| By Scott Mace |
Social-networking sites such as Facebook represent one of the most challenging frontiers for personal privacy.
In recent events, Facebook users had a confusing mix of fake and real malicious treats, and Google launched a beta of its take on social networking.
Facebook photo-tagging exploit can be hazardous
Do cyber hoaxes ever contain a grain of truth? A few months ago, one such hoax went like this: If someone tags you in a Facebook photo and you click on the photo, your PC will be infected with a virus.
While some websites rightfully decried this as a hoax, around that time something less serious, but still annoying, crept onto Facebook.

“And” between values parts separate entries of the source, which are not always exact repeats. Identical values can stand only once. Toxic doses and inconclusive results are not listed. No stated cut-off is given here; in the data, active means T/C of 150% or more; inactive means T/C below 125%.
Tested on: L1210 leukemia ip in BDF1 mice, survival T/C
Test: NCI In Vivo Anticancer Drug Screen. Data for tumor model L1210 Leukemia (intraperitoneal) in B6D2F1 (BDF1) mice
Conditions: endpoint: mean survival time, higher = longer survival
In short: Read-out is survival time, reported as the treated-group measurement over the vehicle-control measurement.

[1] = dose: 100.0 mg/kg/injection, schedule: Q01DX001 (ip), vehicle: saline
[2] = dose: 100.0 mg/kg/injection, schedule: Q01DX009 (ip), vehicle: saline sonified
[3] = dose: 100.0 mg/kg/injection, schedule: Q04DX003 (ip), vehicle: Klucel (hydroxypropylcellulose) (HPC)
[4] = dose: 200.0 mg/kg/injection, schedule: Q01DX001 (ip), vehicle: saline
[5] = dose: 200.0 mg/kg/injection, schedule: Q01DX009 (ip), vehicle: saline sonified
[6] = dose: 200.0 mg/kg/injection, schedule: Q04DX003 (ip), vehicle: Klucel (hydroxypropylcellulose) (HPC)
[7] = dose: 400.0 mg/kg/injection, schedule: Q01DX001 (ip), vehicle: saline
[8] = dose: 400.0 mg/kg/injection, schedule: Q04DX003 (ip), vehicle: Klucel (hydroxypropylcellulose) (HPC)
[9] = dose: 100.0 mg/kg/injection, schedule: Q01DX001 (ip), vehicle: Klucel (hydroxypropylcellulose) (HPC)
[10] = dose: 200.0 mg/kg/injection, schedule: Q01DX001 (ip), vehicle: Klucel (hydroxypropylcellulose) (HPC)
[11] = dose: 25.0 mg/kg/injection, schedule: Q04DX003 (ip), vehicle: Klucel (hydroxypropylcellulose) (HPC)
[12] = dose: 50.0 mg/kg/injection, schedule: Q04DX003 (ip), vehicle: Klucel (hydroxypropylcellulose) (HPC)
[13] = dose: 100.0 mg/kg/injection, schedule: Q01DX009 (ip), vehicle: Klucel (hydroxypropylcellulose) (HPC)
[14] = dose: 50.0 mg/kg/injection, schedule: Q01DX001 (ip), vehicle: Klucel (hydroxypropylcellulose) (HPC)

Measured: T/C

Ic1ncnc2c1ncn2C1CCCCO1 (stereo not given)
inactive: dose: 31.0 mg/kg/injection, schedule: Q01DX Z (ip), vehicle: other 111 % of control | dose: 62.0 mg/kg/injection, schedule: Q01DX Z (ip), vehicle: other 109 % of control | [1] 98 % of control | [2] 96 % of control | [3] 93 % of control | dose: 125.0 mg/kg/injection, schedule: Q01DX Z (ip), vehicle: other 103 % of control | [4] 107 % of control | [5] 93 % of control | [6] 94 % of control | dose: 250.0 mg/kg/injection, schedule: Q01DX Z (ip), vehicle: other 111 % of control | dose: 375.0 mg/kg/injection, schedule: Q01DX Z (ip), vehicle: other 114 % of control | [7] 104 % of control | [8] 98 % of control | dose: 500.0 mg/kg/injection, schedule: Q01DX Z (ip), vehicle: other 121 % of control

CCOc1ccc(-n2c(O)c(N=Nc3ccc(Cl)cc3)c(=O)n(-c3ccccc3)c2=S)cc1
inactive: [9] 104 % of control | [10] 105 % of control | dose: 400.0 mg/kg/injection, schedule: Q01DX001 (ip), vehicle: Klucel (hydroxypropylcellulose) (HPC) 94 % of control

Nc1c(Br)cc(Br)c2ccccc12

The exploit went like this: Your Facebook wall indicated you’d been tagged in a friend’s photo. Going to that photo did not result in an infection — but the caption of the photo contained a shortened URL, and if you clicked on it, bad things might happen to your computer.
At the very least, the exploit perpetuated itself by posting specious photos to your friends’ walls — tagging them in the photo. Your friends might then click on the bad link within the caption and infect themselves with malware. They might also perpetrate the exploit onto their friends’ walls, spreading the infection.